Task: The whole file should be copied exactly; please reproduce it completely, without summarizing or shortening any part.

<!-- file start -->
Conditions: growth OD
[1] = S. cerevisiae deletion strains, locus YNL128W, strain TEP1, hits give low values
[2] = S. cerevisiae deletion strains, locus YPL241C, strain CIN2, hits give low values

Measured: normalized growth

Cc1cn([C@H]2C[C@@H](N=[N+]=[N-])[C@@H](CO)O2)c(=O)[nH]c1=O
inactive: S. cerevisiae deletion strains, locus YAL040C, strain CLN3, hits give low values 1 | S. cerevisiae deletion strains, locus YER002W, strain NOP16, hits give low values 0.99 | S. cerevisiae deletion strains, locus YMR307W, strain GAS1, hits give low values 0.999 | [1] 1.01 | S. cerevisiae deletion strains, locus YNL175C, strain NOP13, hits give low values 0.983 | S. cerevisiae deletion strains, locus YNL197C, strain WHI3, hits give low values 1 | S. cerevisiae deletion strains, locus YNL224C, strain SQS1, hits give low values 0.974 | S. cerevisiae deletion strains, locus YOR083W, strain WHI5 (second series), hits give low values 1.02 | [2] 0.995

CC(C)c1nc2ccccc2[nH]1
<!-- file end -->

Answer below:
Conditions: growth OD
[1] = S. cerevisiae deletion strains, locus YNL128W, strain TEP1, hits give low values
[2] = S. cerevisiae deletion strains, locus YPL241C, strain CIN2, hits give low values

Measured: normalized growth

Cc1cn([C@H]2C[C@@H](N=[N+]=[N-])[C@@H](CO)O2)c(=O)[nH]c1=O
inactive: S. cerevisiae deletion strains, locus YAL040C, strain CLN3, hits give low values 1 | S. cerevisiae deletion strains, locus YER002W, strain NOP16, hits give low values 0.99 | S. cerevisiae deletion strains, locus YMR307W, strain GAS1, hits give low values 0.999 | [1] 1.01 | S. cerevisiae deletion strains, locus YNL175C, strain NOP13, hits give low values 0.983 | S. cerevisiae deletion strains, locus YNL197C, strain WHI3, hits give low values 1 | S. cerevisiae deletion strains, locus YNL224C, strain SQS1, hits give low values 0.974 | S. cerevisiae deletion strains, locus YOR083W, strain WHI5 (second series), hits give low values 1.02 | [2] 0.995

CC(C)c1nc2ccccc2[nH]1